I took this question, of restricting the sacrament, to the Leading Saints community and was surprised to see the varying opinions about the main purpose of restricting the sacrament. They suggested reasons for the sacramental restriction including:

  • The bishop is protecting the person from condemnation and protecting the sanctity of the sacrament (3 Nephi 18:28-29)
  • It’s a wake up call to the transgressor to change and return to the path of righteousness
  • It doesn’t make sense to renew a covenant they aren’t keeping

All of these reasons are not surprising to anyone that understands the basic doctrine of repentance and they are all mostly accurate, but these reasons alone are not helpful to the individual wanting to repent. LDS.org defines repentance as:

“A change of mind and heart that gives us a fresh view about God, about ourselves, and about the world. It includes turning away from sin and turning to God for forgiveness. It is motivated by love for God and the sincere desire to obey His commandments.”

In short, repentance is about change and not punishment.

So these three reason are “accurate” but if a bishop leads with these reasons they will only leave the individual feeling shameful and deserving of punishment.

To truly articulate to the transgressor a message of love that will propel them towards change, two important principles must be understood:

  1. Repentance is not about punishing the transgressor and
  2. The Law of Justification and Sanctification.

Here we can see how important it is to make this clarification with the transgressor that any suffering or restriction is not for the purpose of paying for the sin; rather, it is for the purpose of changing their actions in order to continue down the path of sanctification; or helping them become more like God.

So when an individuals has been restricted from the sacrament they need to remember that they are only required to bring a broken heart to sacrament meeting rather than a clean report card.

Hastening Repentance – Things to Consider When Restricting the Sacrament

On October 16, 2018, Dave Keller also wrote an article regarding the three guidelines for a bishop to consider when restricting the sacrament. We need to be sure that love is at the core of our efforts.

If a Member Declines to Take the Sacrament

If a member feels unworthy to partake of the sacrament, he or she should decline. Having said that, careful observation during the ordinance allows a bishop the chance, through the spirit, to be prompted to minister to members not on restriction who choose to not participate in the ordinance. His call is to ensure they understand the purpose and significance of the ordinance, to assist them as needed through the repentance process and to also help those who are unnecessarily restricting themselves from participating in the ordinance.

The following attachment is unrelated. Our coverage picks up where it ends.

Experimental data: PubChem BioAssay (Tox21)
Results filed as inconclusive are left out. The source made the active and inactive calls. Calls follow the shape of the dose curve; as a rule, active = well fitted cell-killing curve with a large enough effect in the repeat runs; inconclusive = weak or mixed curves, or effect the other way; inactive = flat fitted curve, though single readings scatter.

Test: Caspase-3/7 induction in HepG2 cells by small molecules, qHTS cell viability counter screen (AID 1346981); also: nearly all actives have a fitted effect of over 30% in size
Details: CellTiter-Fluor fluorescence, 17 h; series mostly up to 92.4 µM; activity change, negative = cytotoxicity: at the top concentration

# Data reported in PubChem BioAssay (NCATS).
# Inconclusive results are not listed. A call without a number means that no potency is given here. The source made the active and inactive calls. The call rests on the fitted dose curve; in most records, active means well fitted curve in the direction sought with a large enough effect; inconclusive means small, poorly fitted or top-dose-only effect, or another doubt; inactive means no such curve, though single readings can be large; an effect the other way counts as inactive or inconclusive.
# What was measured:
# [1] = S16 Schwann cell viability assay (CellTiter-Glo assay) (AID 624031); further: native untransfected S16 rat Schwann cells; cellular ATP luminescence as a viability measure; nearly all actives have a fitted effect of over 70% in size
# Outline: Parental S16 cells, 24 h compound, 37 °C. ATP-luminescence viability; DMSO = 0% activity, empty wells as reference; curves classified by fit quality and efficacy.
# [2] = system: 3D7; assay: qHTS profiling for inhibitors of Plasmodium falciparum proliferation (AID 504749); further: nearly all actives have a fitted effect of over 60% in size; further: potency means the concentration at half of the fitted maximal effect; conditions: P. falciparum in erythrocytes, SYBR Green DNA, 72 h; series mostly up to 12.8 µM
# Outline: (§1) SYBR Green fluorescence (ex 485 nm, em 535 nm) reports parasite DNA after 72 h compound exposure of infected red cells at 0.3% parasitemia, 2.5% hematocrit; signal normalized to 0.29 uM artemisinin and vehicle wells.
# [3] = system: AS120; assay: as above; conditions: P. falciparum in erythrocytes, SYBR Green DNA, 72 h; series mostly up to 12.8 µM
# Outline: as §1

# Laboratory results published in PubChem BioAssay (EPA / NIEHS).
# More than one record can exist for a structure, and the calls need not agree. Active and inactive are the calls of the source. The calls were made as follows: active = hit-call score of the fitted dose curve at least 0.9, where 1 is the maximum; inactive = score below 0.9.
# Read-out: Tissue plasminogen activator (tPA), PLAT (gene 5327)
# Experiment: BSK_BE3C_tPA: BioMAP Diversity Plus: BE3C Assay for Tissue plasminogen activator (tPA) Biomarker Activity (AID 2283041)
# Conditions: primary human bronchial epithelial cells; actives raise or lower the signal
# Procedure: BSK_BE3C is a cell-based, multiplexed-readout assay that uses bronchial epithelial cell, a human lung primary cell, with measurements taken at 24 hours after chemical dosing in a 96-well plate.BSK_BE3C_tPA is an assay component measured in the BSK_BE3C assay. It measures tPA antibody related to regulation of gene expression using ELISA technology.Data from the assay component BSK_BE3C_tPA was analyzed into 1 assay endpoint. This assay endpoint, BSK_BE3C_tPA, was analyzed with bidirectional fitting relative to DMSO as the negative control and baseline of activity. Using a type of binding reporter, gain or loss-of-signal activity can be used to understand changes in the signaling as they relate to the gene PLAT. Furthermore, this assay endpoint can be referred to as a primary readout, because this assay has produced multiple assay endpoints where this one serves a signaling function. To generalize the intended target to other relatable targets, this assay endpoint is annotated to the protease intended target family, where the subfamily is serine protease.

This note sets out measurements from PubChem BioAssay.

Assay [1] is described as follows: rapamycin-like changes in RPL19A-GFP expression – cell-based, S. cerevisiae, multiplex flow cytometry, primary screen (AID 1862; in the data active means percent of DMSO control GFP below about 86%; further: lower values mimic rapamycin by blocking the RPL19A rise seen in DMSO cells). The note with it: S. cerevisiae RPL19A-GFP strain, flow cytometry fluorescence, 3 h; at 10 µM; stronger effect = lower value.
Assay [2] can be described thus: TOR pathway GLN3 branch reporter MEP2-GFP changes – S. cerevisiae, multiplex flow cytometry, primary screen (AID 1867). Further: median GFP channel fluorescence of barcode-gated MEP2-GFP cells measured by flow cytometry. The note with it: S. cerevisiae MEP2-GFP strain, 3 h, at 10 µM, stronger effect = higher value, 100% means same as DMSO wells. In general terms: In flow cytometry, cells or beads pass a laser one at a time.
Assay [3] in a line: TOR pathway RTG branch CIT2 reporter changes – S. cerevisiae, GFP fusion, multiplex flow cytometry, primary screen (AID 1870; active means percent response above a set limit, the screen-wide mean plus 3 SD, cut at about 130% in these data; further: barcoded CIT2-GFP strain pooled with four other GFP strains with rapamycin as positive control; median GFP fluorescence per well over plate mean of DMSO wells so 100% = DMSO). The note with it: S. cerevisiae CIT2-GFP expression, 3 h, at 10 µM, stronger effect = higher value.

Now, who should be restricted? In answering this question, three guidelines are helpful to bishops.

Guideline 1

In my mind, the most productive way to consider restricting the sacrament center on these two ideas:

  1. If this person is allowed to participate in the ordinance, will it hasten his or her repentance (change, transformation) and/or deepen his or her personal connection to Jesus Christ?
  2. Is there any evidence of repentance and/or desire to persist in making and keeping covenants?

Guideline 2

A second guideline comes from the idea introduced in Doctrine & Covenants 121:43: “Reproving betimes with sharpness, when moved upon by the Holy Ghost” (emphasis added).

Guideline 3

The second guideline strongly connects to the third guideline: allow God to make the decision, not you.

In my experience as a bishop, I have infrequently restricted the sacrament. When I have done so, it has been obvious to me through the spirit that either the person did not want to repent or that the person needed the restriction to allow them to believe that they could truly be forgiven of their sins. Sometimes weeks or perhaps even months have passed between receiving a confession and instituting a restriction. Each time I imperfectly tried in my heart to find ways to allow them the privilege of deeply connecting with Jesus Christ through participating in the sacrament and ways to limit the duration of restriction to as short of a time as possible to accomplish its purpose.

Bishops: allow God an opportunity to reveal His will. When He wants someone restricted, He will move upon you through His spirit. When He doesn’t He will not. When unsure, ask, ponder, pray and wait upon Him to teach you His will, and in the meantime, persist in loving and serving His children.

Final Thoughts

Hopefully, a summary of these 3 articles has given you some additional food for thought in regards to what repentance really is and, where sin is involved, when it is appropriate to consider restricting the sacrament. We invite you to take a few more moments to read the articles in full and discover other pearls of wisdom that will help you in your efforts to be an inspired judge in Israel.

Resources

Busting Four Common Repentance Myths

Why Does the Bishop Restrict the Sacrament When Someone Sins?

Hastening Repentance – Things to Consider When Restricting the Sacrament